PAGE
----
The process had multiple potential points of failure, but it worked: twice, actually, repeating the feat with Perseverance in 2021. As Curiosity’s EDL lead engineer Adam Steltzner told me in an interview at JPL the day after the rover landed, it looks crazy, but “it’s one of the greatest landing systems [NASA] has ever designed.”
THE POWER OF SIMPLICITY
SHIELD is simpler and less expensive than NASA’s previous landing systems, but it’s no less ingenious. Instead of using parachutes, airbags, retrorockets, or sky cranes, a spaceship equipped with SHIELD will enter an atmosphere at full speed on a “low-ballistic-coefficient trajectory,” slowed only by atmospheric friction. The spaceship will then crash against the surface of planets and moons. And that’s it. Once on the ground, the probe will power up its science instruments and perhaps even deploy a small rover or a flying machine, like a real-life version of the Imperial probe that hit Hoth’s surface searching for rebels in The Empire Strikes Back.
Giersch says he and his colleagues got the inspiration for SHIELD while working as part of a support team in the design of the Mars Sample Return (MSR) mission, which will send Martian rocks to Earth in 2033. The MSR lander will go to the red planet in order to pick up the samples taken by the Perseverance rover and send them to Earth inside a capsule for analysis. This capsule will crash on Earth. “It’s going to land in the [Department of Defense’s] Utah Test and Training Range, which is this really big area where the ground is relatively soft,” Giersch says. Soft enough, he says, to absorb the kinetic energy of the small capsule, so it could survive the impact.
As Giersch and his colleagues studied the Utah terrain, they started to think that perhaps they could crash scientific probes on other planets. This was a crazy concept because the assumption has always been that spaceships need a very soft landing, with very low deceleration, to preserve their electronic and mechanical systems. But, as Giersch tells me, a typical SHIELD vehicle will experience a sudden deceleration of around 1,000 to 2,000 G on impact. That’s enough to liquify a human on impact or shatter any mechanics or electronics into a zillion pieces. On top of that, scientists don’t really know which kind of terrain a crash-landing vehicle could encounter on other planets. It could be as soft as Utah’s or it could be rock-hard.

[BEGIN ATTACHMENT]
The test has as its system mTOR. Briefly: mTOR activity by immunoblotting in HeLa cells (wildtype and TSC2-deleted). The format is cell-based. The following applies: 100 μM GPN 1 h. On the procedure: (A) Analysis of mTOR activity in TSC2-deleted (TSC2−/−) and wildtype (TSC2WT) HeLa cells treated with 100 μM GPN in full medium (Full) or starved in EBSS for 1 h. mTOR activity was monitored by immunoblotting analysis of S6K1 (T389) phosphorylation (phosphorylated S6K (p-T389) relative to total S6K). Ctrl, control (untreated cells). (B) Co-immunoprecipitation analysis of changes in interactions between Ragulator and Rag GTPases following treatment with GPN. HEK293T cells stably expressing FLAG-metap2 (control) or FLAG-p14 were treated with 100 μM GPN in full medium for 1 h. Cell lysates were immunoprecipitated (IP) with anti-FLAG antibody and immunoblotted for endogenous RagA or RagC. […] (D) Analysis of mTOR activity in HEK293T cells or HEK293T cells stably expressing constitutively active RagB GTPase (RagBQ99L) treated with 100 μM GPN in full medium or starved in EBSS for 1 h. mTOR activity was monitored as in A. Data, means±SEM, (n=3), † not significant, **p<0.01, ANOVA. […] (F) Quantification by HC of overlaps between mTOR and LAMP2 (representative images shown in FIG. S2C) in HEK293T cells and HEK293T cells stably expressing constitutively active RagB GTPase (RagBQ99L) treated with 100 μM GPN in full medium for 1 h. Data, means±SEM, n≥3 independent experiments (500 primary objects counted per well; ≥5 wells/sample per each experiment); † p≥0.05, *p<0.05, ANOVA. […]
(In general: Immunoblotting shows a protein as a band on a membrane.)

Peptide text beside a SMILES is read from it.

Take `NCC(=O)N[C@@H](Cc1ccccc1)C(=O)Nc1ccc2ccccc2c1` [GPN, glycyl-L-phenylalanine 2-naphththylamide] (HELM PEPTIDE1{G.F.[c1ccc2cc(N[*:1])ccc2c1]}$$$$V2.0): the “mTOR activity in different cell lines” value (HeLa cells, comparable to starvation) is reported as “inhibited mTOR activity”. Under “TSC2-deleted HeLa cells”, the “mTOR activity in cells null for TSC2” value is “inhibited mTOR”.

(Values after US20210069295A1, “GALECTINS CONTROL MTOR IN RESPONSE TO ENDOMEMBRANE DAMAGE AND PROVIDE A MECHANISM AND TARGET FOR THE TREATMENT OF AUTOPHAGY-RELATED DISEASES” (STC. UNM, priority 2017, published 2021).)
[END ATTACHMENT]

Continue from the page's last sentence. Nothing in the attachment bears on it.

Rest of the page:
That’s when they came up with the idea of the crash absorption system, Giersch tells me. From the outside, the SHIELD system is simple and elegant. It looks like a cone made of concentric, cylindrical metal segments nested over each other. The widest segment holds the scientific payload while the narrowest part is what hits the planet first. As SHIELD crashes against the surface, these segments begin to collapse onto each other, absorbing and dissipating the energy from the crash as the structure deforms. “When we hit the ground, it crumples up and decelerates the vehicle, limiting the peak forces that the lander experiences to something that we think electronics can handle,” Giersch says.
The system works. “The latest test went really well,” Giersch tells me. “It hit the ground at 131 feet per second and it dissipated about 98% of all the kinetic energy. We had previously done another test with a smaller version of SHIELD at 164 feet per second, our full speed landing on Mars.” So far, all their tests have worked out perfectly.
Aside from the scientific instruments that measured the test—like an accelerometer—the team also placed a consumer smartphone inside the lander to see if it could survive. After the test, it worked without a glitch. This gives the team confidence that SHIELD is a solid technology, but there’s still much work to do before it’s ready for launch. Right now, Giersch’s team at JPL is working with collaborators at NASA’s Ames and Langley Research Centers to mature the SHIELD lander design. At the same time, NASA’s engineers are working with the science community to identify instrument payloads that can leverage SHIELD technology to create compelling, low-cost mission concepts.